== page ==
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I've referred to a lot of blogs, articles and documentation about shariah compliance in stock market investments but have failed to find the limits about the minimum duration to hold on a stock before you can sell it.

There is a perspective (like at islamweb.com) where people think of intraday trading as haram because you have not yet received the delivery of the stocks yet, so selling without delivery would make it haram.

I've also read that trading is altogether haram and investments are halal whereas another article which states conditions under which intraday trading can be halal.

There are many perspectives around the same with their own valid points. I prefer to be safe so I chose to restrict myself to investing rather than trading. The main unanswered question here is what is the difference between the two in the view of Islam... is selling the stock as soon as I get the delivery of it (around 2 days) considered as an investment or is there a larger minimum duration that I am supposed to hold it for?

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    There isn't any minimum duration for holding something before selling it. The Islamic requirement is that you need possession of what you are selling, stock trades are usually settled after one to three days so that is the problem with day trading. Islamweb is the more reliable source of those you have given. – UmH Feb 12 at 5:28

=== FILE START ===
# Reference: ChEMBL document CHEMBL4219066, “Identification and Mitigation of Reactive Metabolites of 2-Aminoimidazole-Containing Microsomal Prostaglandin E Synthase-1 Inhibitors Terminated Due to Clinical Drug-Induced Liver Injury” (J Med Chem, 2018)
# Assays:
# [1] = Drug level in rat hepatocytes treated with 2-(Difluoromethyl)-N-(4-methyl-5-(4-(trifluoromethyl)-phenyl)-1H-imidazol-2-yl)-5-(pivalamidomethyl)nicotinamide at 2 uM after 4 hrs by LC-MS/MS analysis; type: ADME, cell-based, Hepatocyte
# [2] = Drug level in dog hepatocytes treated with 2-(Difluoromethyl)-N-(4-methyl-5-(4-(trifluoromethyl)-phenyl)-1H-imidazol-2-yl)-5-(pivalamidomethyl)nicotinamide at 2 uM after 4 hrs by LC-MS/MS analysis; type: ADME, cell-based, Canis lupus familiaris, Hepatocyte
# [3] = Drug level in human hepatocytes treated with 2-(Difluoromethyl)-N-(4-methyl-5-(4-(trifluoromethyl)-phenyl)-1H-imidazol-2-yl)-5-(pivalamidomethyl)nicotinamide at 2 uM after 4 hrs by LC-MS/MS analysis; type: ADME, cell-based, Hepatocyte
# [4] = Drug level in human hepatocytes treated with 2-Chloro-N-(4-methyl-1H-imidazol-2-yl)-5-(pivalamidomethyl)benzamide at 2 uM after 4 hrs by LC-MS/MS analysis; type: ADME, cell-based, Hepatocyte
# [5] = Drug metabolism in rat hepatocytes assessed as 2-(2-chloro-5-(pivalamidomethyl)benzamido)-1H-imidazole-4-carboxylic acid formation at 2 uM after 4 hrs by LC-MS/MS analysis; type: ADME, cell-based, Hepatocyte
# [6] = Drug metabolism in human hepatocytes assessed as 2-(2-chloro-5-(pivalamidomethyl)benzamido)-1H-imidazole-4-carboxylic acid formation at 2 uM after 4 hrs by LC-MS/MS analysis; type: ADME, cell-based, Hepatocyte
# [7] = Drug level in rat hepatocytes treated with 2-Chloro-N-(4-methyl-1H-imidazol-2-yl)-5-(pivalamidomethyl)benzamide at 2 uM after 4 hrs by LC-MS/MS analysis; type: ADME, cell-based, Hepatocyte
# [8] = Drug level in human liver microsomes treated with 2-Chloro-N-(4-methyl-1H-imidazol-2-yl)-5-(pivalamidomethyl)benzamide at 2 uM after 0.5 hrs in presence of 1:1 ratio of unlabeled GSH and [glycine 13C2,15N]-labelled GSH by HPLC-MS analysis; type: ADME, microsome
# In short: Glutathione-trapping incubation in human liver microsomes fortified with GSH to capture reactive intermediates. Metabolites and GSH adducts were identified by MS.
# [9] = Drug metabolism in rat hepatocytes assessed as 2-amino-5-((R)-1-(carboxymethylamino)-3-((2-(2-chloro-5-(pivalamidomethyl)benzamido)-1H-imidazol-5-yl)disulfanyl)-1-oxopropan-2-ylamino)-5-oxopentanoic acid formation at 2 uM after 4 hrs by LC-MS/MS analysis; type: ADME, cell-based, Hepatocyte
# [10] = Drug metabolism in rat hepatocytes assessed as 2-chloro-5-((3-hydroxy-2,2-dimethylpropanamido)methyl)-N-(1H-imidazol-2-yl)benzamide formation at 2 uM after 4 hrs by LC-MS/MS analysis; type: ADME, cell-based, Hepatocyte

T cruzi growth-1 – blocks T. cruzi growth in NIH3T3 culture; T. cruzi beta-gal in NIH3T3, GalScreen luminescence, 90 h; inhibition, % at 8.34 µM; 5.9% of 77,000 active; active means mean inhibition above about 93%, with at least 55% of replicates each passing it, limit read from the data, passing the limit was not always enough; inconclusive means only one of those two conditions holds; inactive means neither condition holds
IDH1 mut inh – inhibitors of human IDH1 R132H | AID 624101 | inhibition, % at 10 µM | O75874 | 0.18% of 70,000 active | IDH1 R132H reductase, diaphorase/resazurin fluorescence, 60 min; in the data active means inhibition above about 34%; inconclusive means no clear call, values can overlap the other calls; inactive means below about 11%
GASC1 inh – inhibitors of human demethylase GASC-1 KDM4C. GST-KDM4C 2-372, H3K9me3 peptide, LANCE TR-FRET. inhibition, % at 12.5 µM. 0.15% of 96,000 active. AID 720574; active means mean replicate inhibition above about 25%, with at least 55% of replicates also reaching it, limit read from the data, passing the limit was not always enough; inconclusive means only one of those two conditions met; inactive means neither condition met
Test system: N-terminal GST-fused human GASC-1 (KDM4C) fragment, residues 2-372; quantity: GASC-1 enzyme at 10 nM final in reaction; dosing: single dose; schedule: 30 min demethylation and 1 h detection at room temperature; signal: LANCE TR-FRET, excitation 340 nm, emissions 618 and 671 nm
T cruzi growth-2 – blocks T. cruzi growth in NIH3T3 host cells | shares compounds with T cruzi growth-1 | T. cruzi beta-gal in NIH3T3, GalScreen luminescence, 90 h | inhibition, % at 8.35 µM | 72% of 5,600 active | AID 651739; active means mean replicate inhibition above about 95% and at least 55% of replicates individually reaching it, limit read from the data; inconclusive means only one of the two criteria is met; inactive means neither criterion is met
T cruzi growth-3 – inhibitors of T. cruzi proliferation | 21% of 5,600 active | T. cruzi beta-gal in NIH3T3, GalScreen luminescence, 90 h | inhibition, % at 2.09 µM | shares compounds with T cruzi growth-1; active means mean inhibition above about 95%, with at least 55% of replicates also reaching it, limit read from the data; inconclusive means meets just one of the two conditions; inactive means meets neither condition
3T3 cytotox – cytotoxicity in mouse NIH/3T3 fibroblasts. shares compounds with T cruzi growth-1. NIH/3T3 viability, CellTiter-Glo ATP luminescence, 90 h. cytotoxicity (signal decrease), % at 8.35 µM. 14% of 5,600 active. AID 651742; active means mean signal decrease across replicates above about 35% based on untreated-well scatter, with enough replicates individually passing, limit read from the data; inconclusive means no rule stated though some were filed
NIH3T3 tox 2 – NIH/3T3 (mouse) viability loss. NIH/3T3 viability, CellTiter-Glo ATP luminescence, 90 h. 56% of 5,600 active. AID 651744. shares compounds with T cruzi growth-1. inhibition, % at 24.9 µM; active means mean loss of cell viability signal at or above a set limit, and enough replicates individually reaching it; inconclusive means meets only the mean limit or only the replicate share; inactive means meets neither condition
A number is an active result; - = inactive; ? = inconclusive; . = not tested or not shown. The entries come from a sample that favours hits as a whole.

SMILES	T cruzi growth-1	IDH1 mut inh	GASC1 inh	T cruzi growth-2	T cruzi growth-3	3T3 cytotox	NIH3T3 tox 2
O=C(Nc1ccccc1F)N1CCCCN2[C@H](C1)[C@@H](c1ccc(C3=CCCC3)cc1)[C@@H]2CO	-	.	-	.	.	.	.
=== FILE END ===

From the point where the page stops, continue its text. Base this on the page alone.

• @UmH Thanks for the help. If you can post the same thing as an answer, I can mark it as accepted and close the question. – Kamran Ahmed Feb 17 at 10:30
  • This post on IslamWeb says that day trading might be Halal under conditions. – Kamran Ahmed Jul 7 at 11:56
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If it was permissible to buy the particular shares (depends on conditions like whether the business is halal and whether it has physical assets etc.) then it is permissible to sell them at any time.

Among the conditions for a valid sale (بيع) there is none that requires a minimum holding period, although you must ensure that you have ownership and possession:

لا تبع ما ليس عندك

Do not sell what you do not possess

Abu Dawud

من اشترى طعاما فلا يبعه حتى يستوفيه ويقبضه

Whoever buys food, he should not sell it until he has received it in full and taken possession of it

Muslim

To ensure this, the cautionary approach is to wait for settlement. For further information on Islamic finance please try to find books by e.g. Mufti Taqi Usmani.

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  • Thanks. I really appreciate it. I hope most of the curious people like me will. – Kamran Ahmed Feb 22 at 8:18

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